Stillman II, 1965
The architect was Marcel Breuer
Note how the expanses of glass connect the interior to the lawns and trees

Yet of all the important commissions coming to Marcel Breuer, I wanted to see the Stillman houses. In 1949 Rufus Stillman, CEO of a manufacturing company, saw the house that Breuer created outside NY’s Museum of Modern Art and decided that he had to have a Breuer home for his own family. From 1950 on, Breuer went on to design a number of Litchfield projects - Stillman I, II, and III - for that family.

Stillman II was designed in 1965 by Breuer to epitomise the perfect blend of art, design and luxury. Restored with great sensitivity towards its origins, Stillman II integrated every C21st comfort without affecting the spirit of Breuer's original mid-C20th vision.

Its floor plan, its efficient use of space, and the use of natural materials remain. Note the local stone that formed the foundation and which extended into the interior, patinated brick floors and white Mediterranean stucco walls. In combination with the posit­ioning of the house, 3.7 metre ceilings and vast expanses of glass, Breuer created a seamless connection between the interior and the surrounding landscape.

This 5 bedroom residence was located in a serene and natural 9.5 acre setting alongside an additional 37 acres protected by the beautiful Litchfield County Hills Ct land-trust. Amenities now include a canti­levered guest cube, fancy kitchen and butler's pantry, heated pool and attached garage with storage built-ins. Stillman II was and is an archit­ect­urally significant home that was built for form, function and comfort.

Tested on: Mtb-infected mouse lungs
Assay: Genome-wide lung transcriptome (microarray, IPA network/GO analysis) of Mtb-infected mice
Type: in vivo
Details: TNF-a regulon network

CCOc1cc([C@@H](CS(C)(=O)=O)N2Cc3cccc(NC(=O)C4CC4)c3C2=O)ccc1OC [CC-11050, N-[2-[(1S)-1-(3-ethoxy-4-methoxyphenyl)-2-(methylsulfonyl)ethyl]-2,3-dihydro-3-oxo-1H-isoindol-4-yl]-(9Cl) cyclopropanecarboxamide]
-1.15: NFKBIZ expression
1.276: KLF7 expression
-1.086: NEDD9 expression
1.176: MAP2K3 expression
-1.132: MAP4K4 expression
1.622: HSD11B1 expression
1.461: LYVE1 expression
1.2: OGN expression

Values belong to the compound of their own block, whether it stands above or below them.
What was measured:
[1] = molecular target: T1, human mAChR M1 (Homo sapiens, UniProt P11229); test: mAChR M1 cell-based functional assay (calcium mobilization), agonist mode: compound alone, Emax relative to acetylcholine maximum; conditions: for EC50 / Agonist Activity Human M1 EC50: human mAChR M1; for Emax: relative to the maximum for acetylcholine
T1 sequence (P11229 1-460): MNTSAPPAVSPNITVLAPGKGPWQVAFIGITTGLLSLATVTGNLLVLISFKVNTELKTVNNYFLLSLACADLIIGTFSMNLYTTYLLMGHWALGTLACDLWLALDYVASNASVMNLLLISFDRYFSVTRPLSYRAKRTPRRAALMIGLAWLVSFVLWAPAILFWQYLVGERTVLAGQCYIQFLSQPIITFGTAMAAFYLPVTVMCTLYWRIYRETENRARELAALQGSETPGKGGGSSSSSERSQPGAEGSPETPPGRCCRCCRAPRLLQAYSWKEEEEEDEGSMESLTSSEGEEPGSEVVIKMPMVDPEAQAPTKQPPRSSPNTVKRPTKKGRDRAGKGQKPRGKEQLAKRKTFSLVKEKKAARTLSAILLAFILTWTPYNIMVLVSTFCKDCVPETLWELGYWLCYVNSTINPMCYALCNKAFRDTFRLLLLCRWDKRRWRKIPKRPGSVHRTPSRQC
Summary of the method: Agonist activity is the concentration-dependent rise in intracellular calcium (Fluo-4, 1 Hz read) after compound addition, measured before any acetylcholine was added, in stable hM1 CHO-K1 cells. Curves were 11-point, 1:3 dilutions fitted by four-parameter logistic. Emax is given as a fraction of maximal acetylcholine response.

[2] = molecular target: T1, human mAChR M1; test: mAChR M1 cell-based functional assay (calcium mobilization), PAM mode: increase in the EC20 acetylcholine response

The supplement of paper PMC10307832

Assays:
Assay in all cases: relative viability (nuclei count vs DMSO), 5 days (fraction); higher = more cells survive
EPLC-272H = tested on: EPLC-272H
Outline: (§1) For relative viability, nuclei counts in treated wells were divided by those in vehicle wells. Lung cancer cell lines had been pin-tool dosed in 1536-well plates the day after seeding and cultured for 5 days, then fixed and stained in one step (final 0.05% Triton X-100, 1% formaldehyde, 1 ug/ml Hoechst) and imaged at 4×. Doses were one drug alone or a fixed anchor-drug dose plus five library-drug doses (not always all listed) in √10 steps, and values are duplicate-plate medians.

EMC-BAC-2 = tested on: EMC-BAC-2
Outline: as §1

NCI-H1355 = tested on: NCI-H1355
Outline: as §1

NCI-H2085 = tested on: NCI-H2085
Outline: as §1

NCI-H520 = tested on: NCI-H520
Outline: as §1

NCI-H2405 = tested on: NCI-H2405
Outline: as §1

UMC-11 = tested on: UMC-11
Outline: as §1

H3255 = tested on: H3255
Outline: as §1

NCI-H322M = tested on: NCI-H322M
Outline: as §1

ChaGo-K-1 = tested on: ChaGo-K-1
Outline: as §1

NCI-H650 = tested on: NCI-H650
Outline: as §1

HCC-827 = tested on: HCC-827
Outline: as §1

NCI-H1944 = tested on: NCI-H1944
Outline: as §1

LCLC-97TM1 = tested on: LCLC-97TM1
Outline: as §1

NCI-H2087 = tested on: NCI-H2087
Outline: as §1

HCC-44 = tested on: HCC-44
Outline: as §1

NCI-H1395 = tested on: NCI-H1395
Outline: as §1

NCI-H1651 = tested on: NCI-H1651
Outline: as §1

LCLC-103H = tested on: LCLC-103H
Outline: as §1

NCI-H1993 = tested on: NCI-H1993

Breuer donated many of his professional papers and architectural plans to the Syracuse University library in the late 1960s. He died in 1981.




6 comments:

Parnassus said...

Hello Hels, Breuer designed the 1970-1 expansion of the Cleveland Museum of Art, in modern contrast to the neoclassical 1916 main building. His addition has been rather obscured by the recent huge expansion of the museum, which did borrow some of the Breuer elements. I hadn't known about the archive at Syracuse. Although Syracuse does hold many important archives, including that of photographer Margaret Bourke-White, I wonder what was Breuer's connect to Syracuse?
--Jim

Your favourite students said...

Dear Helen

Hoping that you have had a relaxing holiday. We have been talking about you and have looked through the CAE catalogue and notice that you are only doing short courses. We are hoping that you are well, as we were very worried about you at the end of last year.

Hels said...